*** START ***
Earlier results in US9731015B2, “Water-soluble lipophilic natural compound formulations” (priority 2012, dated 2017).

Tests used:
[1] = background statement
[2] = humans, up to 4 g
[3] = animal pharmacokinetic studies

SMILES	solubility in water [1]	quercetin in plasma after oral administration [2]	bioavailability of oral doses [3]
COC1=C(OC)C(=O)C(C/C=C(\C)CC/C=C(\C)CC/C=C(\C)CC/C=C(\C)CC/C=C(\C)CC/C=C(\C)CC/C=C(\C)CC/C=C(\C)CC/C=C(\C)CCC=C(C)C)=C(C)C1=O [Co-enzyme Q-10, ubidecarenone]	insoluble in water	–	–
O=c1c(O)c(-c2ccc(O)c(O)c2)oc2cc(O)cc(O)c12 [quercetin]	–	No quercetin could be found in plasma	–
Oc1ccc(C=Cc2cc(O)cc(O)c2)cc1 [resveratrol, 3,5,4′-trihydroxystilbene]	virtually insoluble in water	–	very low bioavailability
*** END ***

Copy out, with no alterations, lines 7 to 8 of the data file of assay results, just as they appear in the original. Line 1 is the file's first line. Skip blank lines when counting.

COC1=C(OC)C(=O)C(C/C=C(\C)CC/C=C(\C)CC/C=C(\C)CC/C=C(\C)CC/C=C(\C)CC/C=C(\C)CC/C=C(\C)CC/C=C(\C)CC/C=C(\C)CCC=C(C)C)=C(C)C1=O [Co-enzyme Q-10, ubidecarenone]	insoluble in water	–	–
O=c1c(O)c(-c2ccc(O)c(O)c2)oc2cc(O)cc(O)c12 [quercetin]	–	No quercetin could be found in plasma	–